32. But frack that, what really matters is that you've got Christopher Plummer as Tolstoy and Helen Mirren as the Countess, and the opportunity to watch them seduce, cajole, clash, and otherwise play off each other. (source)
  33. But frack that, what really matters is that you've got Christopher Plummer as Tolstoy and Helen Mirren as the Countess, and the opportunity to watch them seduce, cajole, clash, and otherwise play off each other. (source)
  34. Austin's comment reflects the fact that software companies like IBM and Microsoft usually "cajole" their customers into buying more licences than they need - hence the difference between software sold versus software used. (source)
  35. Egypt's Hosni Mubarak is pragmatic in using his cache to cajole the parties to the negotiating table, yet is unwilling to align himself too closely with the United States or to expend too much political capital on the peace process. (source)
  36. They openly encouraged their supporters, particularly big money donors, to pester and cajole superdelegates on Clinton's behalf, unconcerned that heavy-handed lobbying might turn off the very superdelegates they were trying to influence. (source)
  37. That was fine during the school year, when he could cajole his mom into bringing him toast and tea and could lie in his pajamas and watch cartoons and TV shows from morning to afternoon, but when it was summer and he had plans for the day ... (source)
  38. Would be good to cajole or shame the government into releasing details of all the contracts, onerous get out clauses, and other committments so that George and the other opposition parties could put real figures together on what projects they could cut, as well as the quangoes etc (source)
  39. She would cajole, hector, reason, beg and bargain until Dan would will himself upright and slouch off to his high school, a public school for the overachieving sons and daughters of privilege in an upscale suburban neighborhood, a fine school that was strangling the life out of him. (source)
  40. In the latter parts of On Liberty Mill also suggests that distasteful persons can be held in contempt, that we can avoid such persons (as long as we do not parade it), that we can warn others against the persons, and that we can persuade, cajole and remonstrate with those we deem offensive. (source)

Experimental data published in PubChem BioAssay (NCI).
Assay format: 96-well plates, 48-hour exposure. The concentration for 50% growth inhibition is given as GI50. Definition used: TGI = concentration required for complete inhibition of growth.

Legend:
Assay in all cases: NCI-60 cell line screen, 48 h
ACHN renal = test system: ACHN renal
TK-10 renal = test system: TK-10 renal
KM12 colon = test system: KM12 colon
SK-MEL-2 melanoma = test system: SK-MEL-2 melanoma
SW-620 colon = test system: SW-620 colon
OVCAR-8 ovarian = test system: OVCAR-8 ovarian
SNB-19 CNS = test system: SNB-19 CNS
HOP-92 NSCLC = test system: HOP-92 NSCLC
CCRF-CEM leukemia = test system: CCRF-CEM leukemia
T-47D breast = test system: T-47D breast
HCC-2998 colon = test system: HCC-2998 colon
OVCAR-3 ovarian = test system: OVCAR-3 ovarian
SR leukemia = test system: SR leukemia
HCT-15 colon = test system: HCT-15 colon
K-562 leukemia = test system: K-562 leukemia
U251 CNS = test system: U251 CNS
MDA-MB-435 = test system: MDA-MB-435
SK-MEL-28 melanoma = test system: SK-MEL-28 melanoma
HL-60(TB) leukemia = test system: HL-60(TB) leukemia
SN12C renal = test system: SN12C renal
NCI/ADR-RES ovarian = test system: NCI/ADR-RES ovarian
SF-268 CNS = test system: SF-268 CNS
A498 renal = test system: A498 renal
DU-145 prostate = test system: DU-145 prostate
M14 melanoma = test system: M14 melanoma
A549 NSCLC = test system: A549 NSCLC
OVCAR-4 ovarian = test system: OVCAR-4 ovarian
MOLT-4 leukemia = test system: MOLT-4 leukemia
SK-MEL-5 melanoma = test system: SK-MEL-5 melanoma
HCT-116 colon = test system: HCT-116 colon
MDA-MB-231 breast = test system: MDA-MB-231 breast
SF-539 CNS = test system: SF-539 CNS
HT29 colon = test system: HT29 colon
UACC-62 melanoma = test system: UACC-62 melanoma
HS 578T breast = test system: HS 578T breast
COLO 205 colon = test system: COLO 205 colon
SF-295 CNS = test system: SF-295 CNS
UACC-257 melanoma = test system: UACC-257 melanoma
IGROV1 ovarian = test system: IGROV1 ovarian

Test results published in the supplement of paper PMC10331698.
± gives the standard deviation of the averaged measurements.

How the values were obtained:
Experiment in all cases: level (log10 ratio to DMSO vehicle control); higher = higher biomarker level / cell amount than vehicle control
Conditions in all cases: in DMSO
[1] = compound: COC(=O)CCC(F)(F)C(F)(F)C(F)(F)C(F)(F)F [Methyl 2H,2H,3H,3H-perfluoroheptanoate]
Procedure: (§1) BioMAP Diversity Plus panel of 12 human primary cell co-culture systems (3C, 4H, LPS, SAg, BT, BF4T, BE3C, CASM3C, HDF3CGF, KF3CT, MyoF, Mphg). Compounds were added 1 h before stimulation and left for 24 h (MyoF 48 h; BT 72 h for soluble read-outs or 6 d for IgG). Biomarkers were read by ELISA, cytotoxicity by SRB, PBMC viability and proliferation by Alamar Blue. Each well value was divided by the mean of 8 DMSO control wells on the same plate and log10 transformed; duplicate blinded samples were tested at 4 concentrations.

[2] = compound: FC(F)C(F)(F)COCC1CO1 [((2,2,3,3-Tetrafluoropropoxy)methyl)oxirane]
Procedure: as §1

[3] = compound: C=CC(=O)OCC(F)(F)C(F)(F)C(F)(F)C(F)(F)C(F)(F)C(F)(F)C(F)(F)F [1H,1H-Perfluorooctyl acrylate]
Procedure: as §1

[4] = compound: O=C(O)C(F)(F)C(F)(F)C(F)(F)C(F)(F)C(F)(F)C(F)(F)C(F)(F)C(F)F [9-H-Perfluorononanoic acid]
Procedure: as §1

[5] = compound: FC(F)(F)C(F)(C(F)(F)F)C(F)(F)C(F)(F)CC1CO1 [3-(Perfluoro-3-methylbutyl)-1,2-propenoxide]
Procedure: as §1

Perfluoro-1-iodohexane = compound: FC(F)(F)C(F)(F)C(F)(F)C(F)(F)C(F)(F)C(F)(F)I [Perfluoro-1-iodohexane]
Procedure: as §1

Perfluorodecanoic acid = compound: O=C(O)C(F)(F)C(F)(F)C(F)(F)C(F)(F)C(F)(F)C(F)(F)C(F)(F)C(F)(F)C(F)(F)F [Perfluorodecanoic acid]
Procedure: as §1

41. He thought pragmatically that since he had arranged the dinner meeting with the unsatisfactory conglomerate to take place at a restaurant lower down the river from Oxford, and since he had no job to hurry back to, he would extend his water journey in time and distance, and rest-cure his bruised expectations while mentally rehearsing how to cajole juice from conglomerate flint. (source)
  42. They knew they were going to have to dispossess the redskins, but being good Christian humbugs they kept trying to bully and cajole them into accepting the theft gracefully-which ain't quite the best position from which to make treaties with unreliable savages who are accustomed to rob rather than be robbed, and who don't understand what government and responsibility and authority mean, anyway. (source)

Sentence Information

The average Flesch reading-ease score of the 42 example sentences provided below is 48.0, which suggests that "cajole" is a difficult word that tends to be used by individuals of higher education, and is likely found in more advanced literature or in academia.


CAJOLE SYNONYMS

We have 50 synonyms for cajole.

apple polish, argue into, banter, beguile, blandish, bootlick, brownnose, build up, butter up, con, crowd, deceive, decoy, delude, dupe, entice, entrap, get around, get next to, hand a line, induce, influence, inveigle, jolly, lay it on thick, lure, make up to, maneuver, massage, mislead, oil, play up to, push, rub the right way, seduce, snow, soap, soft-soap, soften, spread it on, stroke, suck up to, sweet-talk, sweeten up, tantalize, tempt, urge, wheedle, work on, work over


CAJOLE ANTONYMS

We have 9 antonyms for cajole.

bully, discourage, disenchant, disgust, dissuade, force, repel, repulse, turn off


PRONUNCIATION & SYLLABIFICATION

Pronunciation: (kə-jōlˈ)

Syllabification: ca-jole


DEFINITIONS

View up to 25 definitions of cajole from 5 different sources, as well as parts of speech.


from The American Heritage© Dictionary of the English Language, 4th Edition
  1. (verb-transitive) To urge with gentle and repeated appeals, teasing, or flattery; wheedle.

from Wiktionary, Creative Commons Attribution/Share-Alike License
  1. (verb) To persuade someone to do something which they are reluctant to do, often by flattery; to coax.

from the GNU version of the Collaborative International Dictionary of English
  1. (verb-intransitive) To deceive with flattery or fair words; to wheedle.

from The Century Dictionary and Cyclopedia
  1. (None) To deceive or delude by flattery, specious promises, simulated compliance with another's wishes, and the like; wheedle; coax.

from WordNet 3.0 Copyright 2006 by Princeton University. All rights reserved.
  1. (verb) influence or urge by gentle urging, caressing, or flattering